Charlotte Bray's music is often lively and highly emotional in character. It takes inspiration from personal encounters, from poems and natural or political events, and that applies to »This Other Eden«. The piece was written, the composer says, early in 2020 as the final deadline for Great Britain to leave the EU got closer. »It's a very direct response to Brexit. I feel sure that we will all be struggling with the consequences for years to come.«

»This piece is a very direct response to Brexit.«

Charlotte Bray

The music deals with this conflict: It opens with the piano and the oboe playing in unison, »dark and defiant«. Their striking, splayed notes simulate a peal of bells. Mario Häring has to keep the piano pedal pressed down for almost the entirety of the first movement, in order to produce floating sounds that dissolve as if into a cloudy puddle. Bray says that these stand for the fear hidden behind what people supposed to be a protective wall. Soon enough, the oboe climbs to the highest notes, but then falls even further, covering the instrument's entire range.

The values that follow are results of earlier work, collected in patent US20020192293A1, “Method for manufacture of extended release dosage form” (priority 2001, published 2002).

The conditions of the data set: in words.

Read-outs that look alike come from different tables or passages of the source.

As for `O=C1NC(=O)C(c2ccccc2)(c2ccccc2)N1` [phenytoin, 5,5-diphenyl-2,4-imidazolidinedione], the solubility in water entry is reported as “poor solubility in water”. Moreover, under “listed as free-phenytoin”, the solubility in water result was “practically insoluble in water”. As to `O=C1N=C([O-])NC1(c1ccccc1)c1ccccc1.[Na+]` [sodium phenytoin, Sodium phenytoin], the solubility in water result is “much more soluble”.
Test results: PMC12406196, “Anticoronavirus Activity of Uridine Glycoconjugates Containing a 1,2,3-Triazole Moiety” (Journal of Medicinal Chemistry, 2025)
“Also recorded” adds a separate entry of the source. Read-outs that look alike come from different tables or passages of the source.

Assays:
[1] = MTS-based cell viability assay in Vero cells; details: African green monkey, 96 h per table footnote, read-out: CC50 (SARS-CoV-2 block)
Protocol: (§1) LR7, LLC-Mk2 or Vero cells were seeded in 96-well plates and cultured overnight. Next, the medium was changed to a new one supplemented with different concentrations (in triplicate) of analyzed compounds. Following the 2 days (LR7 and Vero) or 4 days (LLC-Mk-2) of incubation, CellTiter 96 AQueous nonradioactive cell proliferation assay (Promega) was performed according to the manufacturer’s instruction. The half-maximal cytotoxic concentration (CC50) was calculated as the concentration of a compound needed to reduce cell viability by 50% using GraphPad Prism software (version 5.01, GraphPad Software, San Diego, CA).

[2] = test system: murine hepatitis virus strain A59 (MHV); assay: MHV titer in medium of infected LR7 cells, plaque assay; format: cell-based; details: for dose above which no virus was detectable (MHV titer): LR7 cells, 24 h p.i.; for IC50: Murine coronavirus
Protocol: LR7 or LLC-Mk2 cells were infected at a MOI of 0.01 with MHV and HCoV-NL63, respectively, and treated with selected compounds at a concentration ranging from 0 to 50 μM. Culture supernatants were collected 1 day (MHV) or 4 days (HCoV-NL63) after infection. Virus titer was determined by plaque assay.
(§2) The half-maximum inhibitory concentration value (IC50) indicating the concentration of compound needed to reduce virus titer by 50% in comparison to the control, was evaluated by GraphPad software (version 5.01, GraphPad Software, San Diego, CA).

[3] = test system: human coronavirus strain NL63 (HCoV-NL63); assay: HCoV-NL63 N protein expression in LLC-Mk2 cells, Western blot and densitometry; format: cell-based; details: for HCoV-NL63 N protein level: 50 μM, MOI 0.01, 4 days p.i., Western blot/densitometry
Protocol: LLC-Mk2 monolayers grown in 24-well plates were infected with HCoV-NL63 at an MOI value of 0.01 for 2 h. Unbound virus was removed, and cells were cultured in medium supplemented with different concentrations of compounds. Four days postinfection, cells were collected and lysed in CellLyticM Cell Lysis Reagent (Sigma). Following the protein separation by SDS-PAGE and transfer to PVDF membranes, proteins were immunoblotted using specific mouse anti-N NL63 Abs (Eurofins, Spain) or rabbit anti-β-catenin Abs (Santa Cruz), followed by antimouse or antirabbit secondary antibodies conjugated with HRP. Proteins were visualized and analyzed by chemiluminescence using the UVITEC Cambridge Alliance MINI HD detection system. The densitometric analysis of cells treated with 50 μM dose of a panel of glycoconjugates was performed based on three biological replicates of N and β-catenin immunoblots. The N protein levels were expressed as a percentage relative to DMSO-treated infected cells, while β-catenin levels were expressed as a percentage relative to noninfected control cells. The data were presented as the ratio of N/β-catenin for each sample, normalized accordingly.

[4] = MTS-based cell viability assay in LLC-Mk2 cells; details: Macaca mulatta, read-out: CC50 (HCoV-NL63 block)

The second movement is fleeting, almost fragile in texture. »I want to show freedom to the audience. Have they been given their freedom, or has it been taken away from them?« In the third movement, resignation and discord spread. Bray calls this section »Conflict of a nation«. The piano and the oboe go their separate ways, and the music seems to hover in the air, until a shrill scream from the oboe brings it to a standstill.

Text: Laura Etspüler, last updated: 25 Jan 2021
Translation: Clive Williams

The concert was recorded on 22 January 2021.


Promoter: HamburgMusik

In cooperation with ECHO - European Concert Hall Organisation

With support by M.M.Warburg & CO.